Past and present: A tragedy waiting to happen: The plight of three million ethnic Hungarians could suck Budapest into war. Can disaster be averted this time?

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THE FATE of ethnic Hungarian minorities outside Hungary is a challenge for Europe. Tensions over the issue have cast a seemingly permanent cloud over Hungary's relations with Romania, Slovakia and Serbia - the three countries with the largest Hungarian communities, writes Tony Barber, East Europe Editor.

If institutions such as the European Union, the Conference on Security and Co-operation in Europe and the Council of Europe fail to dispel this cloud, instability in central Europe may turn into something more dangerous. There will be no more talk of integrating any of these countries into Nato and the EU, the two most important Western institutions.

The cloud was hanging over central and eastern Europe even before the collapse of communism in 1989. It is an error to think Hungary's communist rulers were ever fully satisfied with the treatment of the minorities, particularly in Romania. Still, until the late 1980s, Soviet domination and internal communist repression tended to keep the problem under wraps.

Hopes ran high in December 1989 when ethnic Hungarians joined Romanians in liberating Romania from the cruel dictatorship of Nicolae and Elena Ceausescu. These hopes were quickly dashed. Ethnic violence broke out in Tirgu Mures in March 1990, and several nationalist political parties rose to prominence in Romania.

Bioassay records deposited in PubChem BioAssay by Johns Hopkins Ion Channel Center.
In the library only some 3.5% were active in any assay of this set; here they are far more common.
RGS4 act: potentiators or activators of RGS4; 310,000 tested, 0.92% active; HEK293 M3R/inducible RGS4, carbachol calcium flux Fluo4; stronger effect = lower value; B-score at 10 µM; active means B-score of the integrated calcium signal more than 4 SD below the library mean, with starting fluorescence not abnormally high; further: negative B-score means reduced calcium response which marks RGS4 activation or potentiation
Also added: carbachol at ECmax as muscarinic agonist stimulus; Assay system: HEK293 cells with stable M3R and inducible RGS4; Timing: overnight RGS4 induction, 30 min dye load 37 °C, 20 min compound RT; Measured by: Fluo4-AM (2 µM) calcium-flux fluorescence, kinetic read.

'It is a tragedy that the unique historic opportunity for Romanian-Hungarian reconciliation offered by the revolution was quickly undermined by communists turned nationalists and extremists,' said Geza Jeszensky, Hungary's foreign minister.

A similar process has taken shape in the northern Serbian province of Vojvodina, where ethnic Hungarians were treated relatively well until the rise to power of Slobodan Milosevic and the growth of militant Serbian nationalism.

Slovakia's Hungarians are probably better off, but their status is affected by the inclination of the newly independent country's rulers to regard them as a disloyal, irredentist group.

There is little Greater Hungarian sentiment in Hungary. But Hungary and its neighbours still seem incapable of reaching the obvious solution: to guarantee the rights of the Hungarian minorities in return for a cast-iron commitment to respect existing borders. Neither the Hungarians nor their neighbours are especially warlike, but the longer the problem festers the more possible a conflict becomes.

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